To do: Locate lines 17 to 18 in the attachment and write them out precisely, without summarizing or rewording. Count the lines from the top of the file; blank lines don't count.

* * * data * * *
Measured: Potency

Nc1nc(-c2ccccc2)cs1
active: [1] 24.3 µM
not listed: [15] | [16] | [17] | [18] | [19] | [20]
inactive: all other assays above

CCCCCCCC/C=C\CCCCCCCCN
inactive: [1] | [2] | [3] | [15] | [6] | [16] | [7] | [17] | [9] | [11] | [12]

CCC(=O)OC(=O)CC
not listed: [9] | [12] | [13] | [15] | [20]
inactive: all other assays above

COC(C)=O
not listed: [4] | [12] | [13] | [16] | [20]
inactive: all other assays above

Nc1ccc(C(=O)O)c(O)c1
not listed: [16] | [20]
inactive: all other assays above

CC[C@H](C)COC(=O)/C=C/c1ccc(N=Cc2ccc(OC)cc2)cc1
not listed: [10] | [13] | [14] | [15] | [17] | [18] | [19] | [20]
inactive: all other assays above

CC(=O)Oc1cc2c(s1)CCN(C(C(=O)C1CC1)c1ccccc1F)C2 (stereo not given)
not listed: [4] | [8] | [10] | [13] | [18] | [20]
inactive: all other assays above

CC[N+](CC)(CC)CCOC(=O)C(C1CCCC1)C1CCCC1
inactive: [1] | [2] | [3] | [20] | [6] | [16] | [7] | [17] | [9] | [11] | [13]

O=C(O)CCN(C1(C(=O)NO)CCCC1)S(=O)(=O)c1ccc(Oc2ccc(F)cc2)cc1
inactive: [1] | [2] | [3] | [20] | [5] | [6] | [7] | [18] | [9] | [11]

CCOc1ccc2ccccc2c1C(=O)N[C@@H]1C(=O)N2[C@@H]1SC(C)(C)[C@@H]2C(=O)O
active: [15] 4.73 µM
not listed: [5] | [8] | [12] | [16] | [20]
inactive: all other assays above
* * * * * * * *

CC[C@H](C)COC(=O)/C=C/c1ccc(N=Cc2ccc(OC)cc2)cc1
not listed: [10] | [13] | [14] | [15] | [17] | [18] | [19] | [20]